Too…to and so…that

A phrase can be expanded into a clause. In the same way, a clause can be contracted into a phrase. Thus we have seen that the form of a sentence can be changed without changing its meaning. The transformation can be done using several different methods.

For example a simple sentence containing the adverb too can be transformed into a complex sentence containing so…that with no difference in meaning.

Study the following sentences.

The news is too good to be true.
The news is so good that it cannot be true.

The thief ran too fast for the police to catch.
The thief ran so fast that the police could not catch him.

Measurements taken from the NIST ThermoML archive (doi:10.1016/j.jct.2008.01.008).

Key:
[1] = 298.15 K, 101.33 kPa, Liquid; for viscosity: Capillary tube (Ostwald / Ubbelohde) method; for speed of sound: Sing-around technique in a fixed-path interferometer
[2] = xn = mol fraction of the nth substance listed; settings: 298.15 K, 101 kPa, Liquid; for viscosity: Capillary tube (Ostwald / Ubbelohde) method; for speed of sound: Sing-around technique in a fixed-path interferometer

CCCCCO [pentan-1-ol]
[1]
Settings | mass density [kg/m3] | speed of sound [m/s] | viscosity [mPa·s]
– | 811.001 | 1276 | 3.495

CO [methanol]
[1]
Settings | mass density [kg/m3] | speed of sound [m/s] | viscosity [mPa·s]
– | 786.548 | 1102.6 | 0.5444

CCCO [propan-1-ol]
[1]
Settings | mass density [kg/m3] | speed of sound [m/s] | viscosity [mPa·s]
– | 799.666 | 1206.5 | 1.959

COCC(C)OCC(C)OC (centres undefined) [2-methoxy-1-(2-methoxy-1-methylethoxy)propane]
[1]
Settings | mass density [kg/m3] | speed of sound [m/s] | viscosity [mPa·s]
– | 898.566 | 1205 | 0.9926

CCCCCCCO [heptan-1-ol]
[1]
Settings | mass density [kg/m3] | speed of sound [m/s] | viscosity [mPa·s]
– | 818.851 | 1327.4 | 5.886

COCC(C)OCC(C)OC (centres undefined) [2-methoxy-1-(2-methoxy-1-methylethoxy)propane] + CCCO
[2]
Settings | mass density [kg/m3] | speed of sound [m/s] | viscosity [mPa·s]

He is too proud to beg.
He is so proud that he will not beg.

The tea was too hot to drink.
The tea was so hot that I could not drink it. OR The tea was so hot that it could not be drunk.

The bag was too heavy for me to lift.
The bag was so heavy that I could not lift it.

He spoke too fast to be understood.
He spoke so fast that he could not be understood.

If the adverb too is followed by an adjective + to infinitive, we expand the sentence into two clauses, the first containing so and the second containing that.

If the sentence containing too…to is in the affirmative, the sentence containing so…that will be in the negative.